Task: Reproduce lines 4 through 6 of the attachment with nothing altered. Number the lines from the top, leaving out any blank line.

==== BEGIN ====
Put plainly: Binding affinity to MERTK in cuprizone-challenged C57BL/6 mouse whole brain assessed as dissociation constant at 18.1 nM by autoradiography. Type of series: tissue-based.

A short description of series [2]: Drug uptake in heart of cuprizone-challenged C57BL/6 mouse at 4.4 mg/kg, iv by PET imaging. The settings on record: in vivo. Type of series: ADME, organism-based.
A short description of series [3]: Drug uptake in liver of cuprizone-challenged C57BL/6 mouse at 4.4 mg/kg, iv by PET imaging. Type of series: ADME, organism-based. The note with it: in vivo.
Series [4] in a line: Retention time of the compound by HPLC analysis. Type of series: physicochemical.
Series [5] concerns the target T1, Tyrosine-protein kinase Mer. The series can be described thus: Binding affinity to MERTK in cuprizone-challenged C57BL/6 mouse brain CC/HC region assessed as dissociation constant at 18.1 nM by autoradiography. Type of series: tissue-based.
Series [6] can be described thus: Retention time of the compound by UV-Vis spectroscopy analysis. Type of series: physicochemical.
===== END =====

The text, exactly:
Series [4] in a line: Retention time of the compound by HPLC analysis. Type of series: physicochemical.
Series [5] concerns the target T1, Tyrosine-protein kinase Mer. The series can be described thus: Binding affinity to MERTK in cuprizone-challenged C57BL/6 mouse brain CC/HC region assessed as dissociation constant at 18.1 nM by autoradiography. Type of series: tissue-based.
Series [6] can be described thus: Retention time of the compound by UV-Vis spectroscopy analysis. Type of series: physicochemical.